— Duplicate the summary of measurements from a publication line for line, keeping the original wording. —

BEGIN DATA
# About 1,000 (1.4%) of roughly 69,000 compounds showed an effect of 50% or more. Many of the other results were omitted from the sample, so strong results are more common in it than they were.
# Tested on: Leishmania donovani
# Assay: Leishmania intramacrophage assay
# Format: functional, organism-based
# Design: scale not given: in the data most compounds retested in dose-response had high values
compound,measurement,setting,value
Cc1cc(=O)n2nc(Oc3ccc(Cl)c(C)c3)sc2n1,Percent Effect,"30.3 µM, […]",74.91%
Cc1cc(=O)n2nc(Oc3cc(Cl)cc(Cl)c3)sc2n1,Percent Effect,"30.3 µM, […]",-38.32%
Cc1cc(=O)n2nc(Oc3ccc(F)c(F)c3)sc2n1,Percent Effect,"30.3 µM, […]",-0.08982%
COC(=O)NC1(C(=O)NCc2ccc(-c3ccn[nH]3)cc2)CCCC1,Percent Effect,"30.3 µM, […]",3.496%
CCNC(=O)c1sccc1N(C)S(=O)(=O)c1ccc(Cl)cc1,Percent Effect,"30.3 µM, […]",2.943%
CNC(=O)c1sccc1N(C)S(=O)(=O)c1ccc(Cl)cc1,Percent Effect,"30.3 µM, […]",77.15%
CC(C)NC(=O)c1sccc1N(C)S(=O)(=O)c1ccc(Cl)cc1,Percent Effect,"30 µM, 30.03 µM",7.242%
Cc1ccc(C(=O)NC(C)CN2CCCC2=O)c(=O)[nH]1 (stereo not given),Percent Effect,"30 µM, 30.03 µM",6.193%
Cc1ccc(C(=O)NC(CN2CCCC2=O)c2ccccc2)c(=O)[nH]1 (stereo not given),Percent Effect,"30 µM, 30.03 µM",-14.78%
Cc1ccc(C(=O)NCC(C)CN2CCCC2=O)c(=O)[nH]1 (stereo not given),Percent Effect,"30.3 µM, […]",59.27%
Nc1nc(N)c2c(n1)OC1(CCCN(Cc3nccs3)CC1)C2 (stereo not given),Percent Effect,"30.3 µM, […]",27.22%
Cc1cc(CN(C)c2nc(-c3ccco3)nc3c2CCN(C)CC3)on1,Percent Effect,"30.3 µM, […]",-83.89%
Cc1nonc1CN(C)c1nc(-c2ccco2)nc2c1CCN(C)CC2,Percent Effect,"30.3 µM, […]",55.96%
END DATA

# About 1,000 (1.4%) of roughly 69,000 compounds showed an effect of 50% or more. Many of the other results were omitted from the sample, so strong results are more common in it than they were.
# Tested on: Leishmania donovani
# Assay: Leishmania intramacrophage assay
# Format: functional, organism-based
# Design: scale not given: in the data most compounds retested in dose-response had high values
compound,measurement,setting,value
Cc1cc(=O)n2nc(Oc3ccc(Cl)c(C)c3)sc2n1,Percent Effect,"30.3 µM, […]",74.91%
Cc1cc(=O)n2nc(Oc3cc(Cl)cc(Cl)c3)sc2n1,Percent Effect,"30.3 µM, […]",-38.32%
Cc1cc(=O)n2nc(Oc3ccc(F)c(F)c3)sc2n1,Percent Effect,"30.3 µM, […]",-0.08982%
COC(=O)NC1(C(=O)NCc2ccc(-c3ccn[nH]3)cc2)CCCC1,Percent Effect,"30.3 µM, […]",3.496%
CCNC(=O)c1sccc1N(C)S(=O)(=O)c1ccc(Cl)cc1,Percent Effect,"30.3 µM, […]",2.943%
CNC(=O)c1sccc1N(C)S(=O)(=O)c1ccc(Cl)cc1,Percent Effect,"30.3 µM, […]",77.15%
CC(C)NC(=O)c1sccc1N(C)S(=O)(=O)c1ccc(Cl)cc1,Percent Effect,"30 µM, 30.03 µM",7.242%
Cc1ccc(C(=O)NC(C)CN2CCCC2=O)c(=O)[nH]1 (stereo not given),Percent Effect,"30 µM, 30.03 µM",6.193%
Cc1ccc(C(=O)NC(CN2CCCC2=O)c2ccccc2)c(=O)[nH]1 (stereo not given),Percent Effect,"30 µM, 30.03 µM",-14.78%
Cc1ccc(C(=O)NCC(C)CN2CCCC2=O)c(=O)[nH]1 (stereo not given),Percent Effect,"30.3 µM, […]",59.27%
Nc1nc(N)c2c(n1)OC1(CCCN(Cc3nccs3)CC1)C2 (stereo not given),Percent Effect,"30.3 µM, […]",27.22%
Cc1cc(CN(C)c2nc(-c3ccco3)nc3c2CCN(C)CC3)on1,Percent Effect,"30.3 µM, […]",-83.89%
Cc1nonc1CN(C)c1nc(-c2ccco2)nc2c1CCN(C)CC2,Percent Effect,"30.3 µM, […]",55.96%